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Neuroscientists Say Don’t Write Off Handwriting

Brain scans reveal crucial reading circuitry flickering to life when young readers print letters and then read them. The effect largely disappears when letters are typed or traced.

December 7, 2020

We look at two studies which compare handwriting to typing—both conclude that handwriting taps into brain networks associated with deeper learning. That doesn’t mean we should toss out our keyboards, though. Kids with processing disabilities like dysgraphia or dyslexia often benefit from computer technology, and all kids need to develop digital skills.

To dig deeper into the research cited in the video, see Eva Ose Askvik, F. R. (Ruud) van der Weel, and Audrey L. H. van der Meer’s 2020 study on the importance of cursive handwriting over typewriting for learning in the classroom and Karin H. James and Laura Engelhardt’s 2012 study on the effects of handwriting experience on functional brain development in pre-literate children.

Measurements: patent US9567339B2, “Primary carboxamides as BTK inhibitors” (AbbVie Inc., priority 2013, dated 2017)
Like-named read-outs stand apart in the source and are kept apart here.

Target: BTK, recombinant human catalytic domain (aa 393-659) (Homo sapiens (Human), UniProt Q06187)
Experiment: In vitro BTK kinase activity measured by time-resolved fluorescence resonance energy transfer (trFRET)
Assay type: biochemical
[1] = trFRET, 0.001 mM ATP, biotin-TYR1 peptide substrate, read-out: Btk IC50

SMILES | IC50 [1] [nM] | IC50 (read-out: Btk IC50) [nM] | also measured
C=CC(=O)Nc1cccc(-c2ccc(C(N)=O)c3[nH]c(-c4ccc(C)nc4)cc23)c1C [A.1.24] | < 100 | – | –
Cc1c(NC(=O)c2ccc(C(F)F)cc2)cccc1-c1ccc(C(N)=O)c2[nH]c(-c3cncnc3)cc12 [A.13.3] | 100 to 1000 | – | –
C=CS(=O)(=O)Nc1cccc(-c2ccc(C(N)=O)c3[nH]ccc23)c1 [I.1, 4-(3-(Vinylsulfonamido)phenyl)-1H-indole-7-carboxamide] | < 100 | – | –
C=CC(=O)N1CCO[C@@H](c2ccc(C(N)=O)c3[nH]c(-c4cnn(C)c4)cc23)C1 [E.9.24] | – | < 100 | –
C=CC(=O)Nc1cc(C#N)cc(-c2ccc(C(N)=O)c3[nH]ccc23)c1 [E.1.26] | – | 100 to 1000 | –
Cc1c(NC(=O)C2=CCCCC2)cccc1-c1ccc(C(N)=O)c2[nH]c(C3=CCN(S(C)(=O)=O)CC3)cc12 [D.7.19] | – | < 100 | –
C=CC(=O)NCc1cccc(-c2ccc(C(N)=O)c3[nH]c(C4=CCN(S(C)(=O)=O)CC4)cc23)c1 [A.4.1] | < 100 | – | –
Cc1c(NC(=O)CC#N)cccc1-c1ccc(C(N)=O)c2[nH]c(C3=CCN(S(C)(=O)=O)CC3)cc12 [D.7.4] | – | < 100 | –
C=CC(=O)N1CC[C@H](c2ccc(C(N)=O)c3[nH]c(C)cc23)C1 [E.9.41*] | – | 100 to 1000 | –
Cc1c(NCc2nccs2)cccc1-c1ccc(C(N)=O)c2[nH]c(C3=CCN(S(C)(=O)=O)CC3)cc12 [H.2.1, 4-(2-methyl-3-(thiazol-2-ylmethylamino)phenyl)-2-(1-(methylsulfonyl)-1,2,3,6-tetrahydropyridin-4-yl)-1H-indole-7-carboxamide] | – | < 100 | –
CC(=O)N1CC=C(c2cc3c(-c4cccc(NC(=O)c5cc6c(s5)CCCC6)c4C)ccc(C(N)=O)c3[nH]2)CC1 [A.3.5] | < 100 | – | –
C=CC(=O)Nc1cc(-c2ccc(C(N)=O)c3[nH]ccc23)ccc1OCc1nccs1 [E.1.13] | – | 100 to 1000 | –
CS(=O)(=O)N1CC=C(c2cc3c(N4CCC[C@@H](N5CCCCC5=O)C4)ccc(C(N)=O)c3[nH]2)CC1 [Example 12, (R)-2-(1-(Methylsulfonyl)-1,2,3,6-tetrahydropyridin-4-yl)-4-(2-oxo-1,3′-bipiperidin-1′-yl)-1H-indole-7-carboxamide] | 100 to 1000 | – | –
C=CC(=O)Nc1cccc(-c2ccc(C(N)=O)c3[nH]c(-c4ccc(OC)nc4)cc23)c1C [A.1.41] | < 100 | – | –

To learn more about 2020's most compelling research findings for educators, visit: The 10 Most Significant Education Studies of 2020

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  • Brain-Based Learning
  • Literacy
  • Research
  • English Language Arts

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